“It takes a significant amount of effort to get this done,” said Sebba. For instance, Beth Israel Leahy and other health care providers have created teams of people who focus on specific health care conditions such as diabetes, analyze the organization’s patient population, and identify those diabetics whose blood sugar – or A1C measure – is not well controlled.
At Trinity Health, those patients will likely receive a phone call from Ruth Haley, a registered nurse who was named quality case manager for diabetes patients about 18 months ago. As an AQC clinician, Haley receives detailed data from Blue Cross, reports that are designed to enable her to better care for her patients -- for example, a list of those who are overdue for needed services and preventive care.
Using her targeted data, Haley has monthly, sometimes weekly, conversations with as many as 80 diabetic patients. People like Tristan Jorud.
“We talk about strategies to better manage their disease,” said Haley, seen above with Jorud. “We may talk about their diet, their snacking habits, the importance of exercise, and I help them find a better path” to controlling their condition.
Haley credits education and support provided by Blue Cross in part for her ability to help her patients. Last spring she attended 2 days of motivational interview training offered by the company. “This program impacted my approach, improving my appreciation for the importance of listening, acceptance and working as a partner with our patients.”
Haley is a problem-solver. She recalls that Jorud was starting to skip some of his regular appointments with his endocrinologist and wasn’t taking her calls. When they finally did connect, Haley learned that Jorud was frustrated with the cost of his insulin, which was as much as $720 month.
She did some digging and called his pharmacy and Express Scripts, the pharmacy benefit manager for Blue Cross. She learned that Jorud qualified for discounts and other programs that significantly reduced his out-of-pocket costs.
In their first three months working together, Haley helped Jorud reduce his blood sugar level about 20%, from 9.2 to a healthier 7.4. The target level for people with diabetes is usually less than 7%. The higher the level, the higher the risk of complications such as cardiovascular, kidney and nerve disease and blindness.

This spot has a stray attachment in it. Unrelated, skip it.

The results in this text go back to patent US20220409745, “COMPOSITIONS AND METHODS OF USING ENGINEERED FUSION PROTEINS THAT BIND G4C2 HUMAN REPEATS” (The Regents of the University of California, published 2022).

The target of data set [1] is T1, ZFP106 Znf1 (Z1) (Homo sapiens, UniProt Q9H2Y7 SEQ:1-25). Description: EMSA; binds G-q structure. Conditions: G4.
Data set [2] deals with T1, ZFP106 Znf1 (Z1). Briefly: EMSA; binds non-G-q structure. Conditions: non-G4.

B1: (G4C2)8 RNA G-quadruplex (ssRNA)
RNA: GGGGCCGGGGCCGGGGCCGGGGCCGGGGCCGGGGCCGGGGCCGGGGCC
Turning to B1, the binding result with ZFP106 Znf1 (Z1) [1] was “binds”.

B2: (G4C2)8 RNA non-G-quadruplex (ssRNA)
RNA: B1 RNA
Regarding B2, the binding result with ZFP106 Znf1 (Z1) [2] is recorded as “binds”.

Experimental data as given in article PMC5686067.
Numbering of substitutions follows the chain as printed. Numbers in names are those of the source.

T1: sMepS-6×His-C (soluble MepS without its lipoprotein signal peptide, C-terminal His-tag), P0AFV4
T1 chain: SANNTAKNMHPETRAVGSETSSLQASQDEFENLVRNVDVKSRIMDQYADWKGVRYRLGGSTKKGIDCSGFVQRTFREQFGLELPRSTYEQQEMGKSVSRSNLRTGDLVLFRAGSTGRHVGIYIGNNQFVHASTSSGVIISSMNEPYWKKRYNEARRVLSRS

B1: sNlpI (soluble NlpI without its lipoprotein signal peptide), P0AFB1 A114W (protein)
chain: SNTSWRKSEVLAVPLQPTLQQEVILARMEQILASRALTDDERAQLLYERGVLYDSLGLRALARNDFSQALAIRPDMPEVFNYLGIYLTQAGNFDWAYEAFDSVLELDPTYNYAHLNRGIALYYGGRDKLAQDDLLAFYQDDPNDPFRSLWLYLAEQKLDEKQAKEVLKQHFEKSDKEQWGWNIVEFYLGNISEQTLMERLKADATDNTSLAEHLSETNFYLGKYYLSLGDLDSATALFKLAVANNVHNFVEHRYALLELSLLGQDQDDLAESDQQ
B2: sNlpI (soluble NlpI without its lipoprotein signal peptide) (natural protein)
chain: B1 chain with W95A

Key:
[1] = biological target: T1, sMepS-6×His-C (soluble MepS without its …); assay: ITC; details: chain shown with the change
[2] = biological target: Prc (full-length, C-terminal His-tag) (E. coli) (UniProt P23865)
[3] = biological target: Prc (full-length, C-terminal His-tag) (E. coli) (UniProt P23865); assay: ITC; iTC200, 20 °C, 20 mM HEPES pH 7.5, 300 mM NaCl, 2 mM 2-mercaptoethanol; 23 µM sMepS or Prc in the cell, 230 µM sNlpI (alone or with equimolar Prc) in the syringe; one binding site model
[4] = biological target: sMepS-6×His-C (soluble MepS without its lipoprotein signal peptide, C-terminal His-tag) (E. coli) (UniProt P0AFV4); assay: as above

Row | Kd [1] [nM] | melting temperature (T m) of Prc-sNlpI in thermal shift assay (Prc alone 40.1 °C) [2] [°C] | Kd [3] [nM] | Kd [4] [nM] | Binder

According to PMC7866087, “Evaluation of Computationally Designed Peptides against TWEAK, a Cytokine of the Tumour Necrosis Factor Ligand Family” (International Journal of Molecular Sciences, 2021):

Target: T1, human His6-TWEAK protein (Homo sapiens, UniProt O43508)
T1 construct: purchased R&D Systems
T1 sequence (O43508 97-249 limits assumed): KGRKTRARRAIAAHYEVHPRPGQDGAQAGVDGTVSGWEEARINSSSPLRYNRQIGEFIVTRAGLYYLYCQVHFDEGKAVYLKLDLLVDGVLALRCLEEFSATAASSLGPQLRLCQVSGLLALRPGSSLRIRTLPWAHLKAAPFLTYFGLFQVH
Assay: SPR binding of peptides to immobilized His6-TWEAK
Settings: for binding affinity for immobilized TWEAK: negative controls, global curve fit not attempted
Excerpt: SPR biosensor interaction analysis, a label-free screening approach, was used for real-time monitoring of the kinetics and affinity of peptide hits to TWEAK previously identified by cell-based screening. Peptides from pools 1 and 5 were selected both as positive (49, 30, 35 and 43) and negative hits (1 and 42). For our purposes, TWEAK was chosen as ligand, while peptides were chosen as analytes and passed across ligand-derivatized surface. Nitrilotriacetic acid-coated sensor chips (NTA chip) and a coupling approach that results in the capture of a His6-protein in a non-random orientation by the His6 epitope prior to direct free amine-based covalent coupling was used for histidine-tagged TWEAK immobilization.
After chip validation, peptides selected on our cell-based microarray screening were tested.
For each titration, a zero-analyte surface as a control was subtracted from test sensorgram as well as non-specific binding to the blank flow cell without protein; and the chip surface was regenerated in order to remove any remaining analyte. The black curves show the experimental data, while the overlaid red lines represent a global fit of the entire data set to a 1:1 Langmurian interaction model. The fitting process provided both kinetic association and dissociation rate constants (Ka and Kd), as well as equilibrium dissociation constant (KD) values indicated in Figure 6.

“She’s a guardian angel to me,” Jorud says. “Ruth is what every diabetic has ever needed. She checks up on you to make sure you do what you need to do.”
Changing lifestyles and improving lives
Like Jorud, Ariel Sims, a 32-year-old e-commerce assistant for a western Massachusetts museum, has never heard of the Alternative Quality Contract. She was diagnosed with type 2 diabetes as a young woman.
It took time and hard work for Sims to change her lifestyle allowing her to better manage her condition. But Haley helped her overcome those challenges.
Sims and Haley talk by phone twice a month. And while they do discuss her blood sugar numbers, “It’s not all about my diabetes,” Sims said, “Ruth asks about me and what’s happening in my life.”
It’s an approach that can lead to important conversations: “We talked about how meals around the holidays are not always healthy,” Sims recalls. “She asked me, ‘What do you think you should do?’ and we settled on me bringing veggies and a salad to family dinners.”
Working with Haley, Sims has improved her diet, and increased her physical activity – for example, walking to work whenever possible. The changes that have helped her lower her blood sugar level from over 9 to just over 7.
She not only appreciates the strategies she and Ruth come up with to manage her disease but says Haley’s support and encouragement are also making a difference.
“She tells me she’s proud of me, and that feels really great. I know I’m not alone.”
Sims says she’s “100% doing better” thanks to Haley.
And, perhaps, thanks to a payment model that clinicians say is helping transform health care.
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PHOTOS OF RUTH HALEY, TRISTAN JORUD & ARIEL SIMS BY CHRIS EVANS